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NCJ Number: 166846 Find in a Library
Title: Police Patrol Function: What Research Can Tell Us (From Themes in Contemporary Policing, P 60-71, 1996, William Saulsbury, Joy Mott, and Tim Newburn, eds. -- See NCJ-166841)
Author(s): M Hough
Date Published: 1996
Page Count: 12
Sponsoring Agency: Independent Cmtte of Inquiry into the Role and Responsibilities of the Police
Vauxhall, London SE11 5RA, England
Sale Source: Independent Cmtte of Inquiry into the Role and Responsibilities of the Police
1 Glyn Street
Vauxhall, London SE11 5RA,
United Kingdom
Type: Literature Review
Language: English
Country: United Kingdom
Annotation: Based on properly conducted empirical research, this paper summarizes research findings regarding the impact on crime of uniformed police patrol work.
Abstract: The research reviewed was conducted over the last 25 years and has collectively contributed substantially to reshaping ideas about the police and policing policy. Findings show that patrol work absorbs the majority of police personnel and financial resources. Uniformed patrols undertake a variety of functions, many of which are unrelated, or only tangentially related, to crime. Central to this work are concepts of "emergency" and public order. Changes at the margin in patrol presence will probably go un-noticed by the public and would-be offenders and are unlikely to affect crime rates. Substantial increases in patrol presence will be noticed and will prevent opportunistic crimes, and crimes that involve planning and preparation are more likely to be displaced over time, place, or method. Increasing levels of foot patrol can reduce public fear of crime and increase public satisfaction with the police. Rapid response to calls for help has few immediate pay-offs in terms of offense clear-up rates. Achieving rapid response is less important than setting up clear expectations about response and then meeting them. Community policing strategies that assign officers long- term to geographically defined areas and those that involve high levels of contact with the public can increase public ratings of the police and reduce fear of crime. Problem-oriented policing has been shown to reduce levels of crime and disorder and should also yield the benefits associated with community policing in terms of public satisfaction and reduced fear of crime. 26 references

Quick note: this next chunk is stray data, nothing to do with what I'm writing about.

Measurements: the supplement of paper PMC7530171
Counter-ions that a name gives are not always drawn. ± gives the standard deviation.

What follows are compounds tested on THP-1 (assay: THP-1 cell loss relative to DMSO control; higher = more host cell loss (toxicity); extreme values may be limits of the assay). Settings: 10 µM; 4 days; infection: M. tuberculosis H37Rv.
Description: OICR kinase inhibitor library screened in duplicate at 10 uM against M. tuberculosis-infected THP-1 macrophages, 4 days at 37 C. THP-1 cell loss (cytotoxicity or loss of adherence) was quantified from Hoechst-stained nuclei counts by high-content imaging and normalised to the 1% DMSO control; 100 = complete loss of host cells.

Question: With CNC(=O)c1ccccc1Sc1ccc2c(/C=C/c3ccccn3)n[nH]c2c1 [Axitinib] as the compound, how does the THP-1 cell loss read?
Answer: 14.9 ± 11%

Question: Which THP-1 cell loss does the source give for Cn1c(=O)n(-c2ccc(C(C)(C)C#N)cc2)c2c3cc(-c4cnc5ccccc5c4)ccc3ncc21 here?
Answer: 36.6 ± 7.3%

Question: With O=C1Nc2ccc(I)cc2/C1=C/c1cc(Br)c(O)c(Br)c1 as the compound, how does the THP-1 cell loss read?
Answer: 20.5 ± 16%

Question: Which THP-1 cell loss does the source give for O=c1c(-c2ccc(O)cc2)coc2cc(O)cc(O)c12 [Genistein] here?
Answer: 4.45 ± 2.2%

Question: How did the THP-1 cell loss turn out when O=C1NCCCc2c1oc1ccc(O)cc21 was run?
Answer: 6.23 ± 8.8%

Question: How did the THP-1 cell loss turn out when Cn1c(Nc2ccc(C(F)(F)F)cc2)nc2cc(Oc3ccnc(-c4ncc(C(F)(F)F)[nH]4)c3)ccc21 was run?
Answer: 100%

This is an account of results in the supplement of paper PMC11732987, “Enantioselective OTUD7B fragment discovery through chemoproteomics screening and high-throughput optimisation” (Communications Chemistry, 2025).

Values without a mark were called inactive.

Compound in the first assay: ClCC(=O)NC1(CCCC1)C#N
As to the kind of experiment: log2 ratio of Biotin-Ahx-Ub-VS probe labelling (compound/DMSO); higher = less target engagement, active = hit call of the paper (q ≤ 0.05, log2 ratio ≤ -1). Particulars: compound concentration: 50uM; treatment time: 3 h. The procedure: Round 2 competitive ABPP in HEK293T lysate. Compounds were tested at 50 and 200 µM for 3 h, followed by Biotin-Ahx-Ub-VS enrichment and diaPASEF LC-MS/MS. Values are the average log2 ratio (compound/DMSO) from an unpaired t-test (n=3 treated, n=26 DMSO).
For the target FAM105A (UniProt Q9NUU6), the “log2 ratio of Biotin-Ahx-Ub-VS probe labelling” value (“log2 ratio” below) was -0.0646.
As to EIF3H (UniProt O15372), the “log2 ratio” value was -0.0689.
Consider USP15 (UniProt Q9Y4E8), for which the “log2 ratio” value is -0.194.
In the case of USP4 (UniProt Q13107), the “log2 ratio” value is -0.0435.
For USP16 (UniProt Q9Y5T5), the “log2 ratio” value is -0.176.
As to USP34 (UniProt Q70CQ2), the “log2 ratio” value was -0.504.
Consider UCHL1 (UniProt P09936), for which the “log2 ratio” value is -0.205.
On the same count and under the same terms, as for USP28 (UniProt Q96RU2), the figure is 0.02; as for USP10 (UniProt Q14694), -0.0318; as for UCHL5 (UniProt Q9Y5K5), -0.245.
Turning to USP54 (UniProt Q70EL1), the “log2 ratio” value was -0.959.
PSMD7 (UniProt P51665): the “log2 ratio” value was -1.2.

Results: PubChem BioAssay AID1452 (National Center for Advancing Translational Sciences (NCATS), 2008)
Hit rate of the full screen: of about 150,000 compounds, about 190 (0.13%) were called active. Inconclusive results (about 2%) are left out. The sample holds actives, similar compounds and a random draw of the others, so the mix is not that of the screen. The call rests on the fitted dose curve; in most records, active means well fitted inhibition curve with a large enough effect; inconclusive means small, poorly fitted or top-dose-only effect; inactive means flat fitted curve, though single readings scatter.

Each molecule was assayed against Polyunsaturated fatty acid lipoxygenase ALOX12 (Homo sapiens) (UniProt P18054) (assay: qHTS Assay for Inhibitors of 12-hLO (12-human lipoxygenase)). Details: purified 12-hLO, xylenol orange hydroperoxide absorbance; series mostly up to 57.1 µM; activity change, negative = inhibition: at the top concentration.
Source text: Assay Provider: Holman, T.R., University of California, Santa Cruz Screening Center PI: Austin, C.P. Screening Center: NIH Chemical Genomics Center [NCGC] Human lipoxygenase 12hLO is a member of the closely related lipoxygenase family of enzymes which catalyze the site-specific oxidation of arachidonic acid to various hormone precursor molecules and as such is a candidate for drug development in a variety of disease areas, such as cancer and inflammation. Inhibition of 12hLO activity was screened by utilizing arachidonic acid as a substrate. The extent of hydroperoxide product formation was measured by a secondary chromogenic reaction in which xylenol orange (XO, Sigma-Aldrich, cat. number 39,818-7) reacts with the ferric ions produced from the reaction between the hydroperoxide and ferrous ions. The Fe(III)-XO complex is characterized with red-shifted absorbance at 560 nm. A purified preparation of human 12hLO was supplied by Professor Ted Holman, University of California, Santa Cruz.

Main Term(s): Patrol
Index Term(s): Deterrence effectiveness; Police effectiveness; Police responsibilities
To cite this abstract, use the following link:
http://www.ncjrs.gov/App/publications/abstract.aspx?ID=166846

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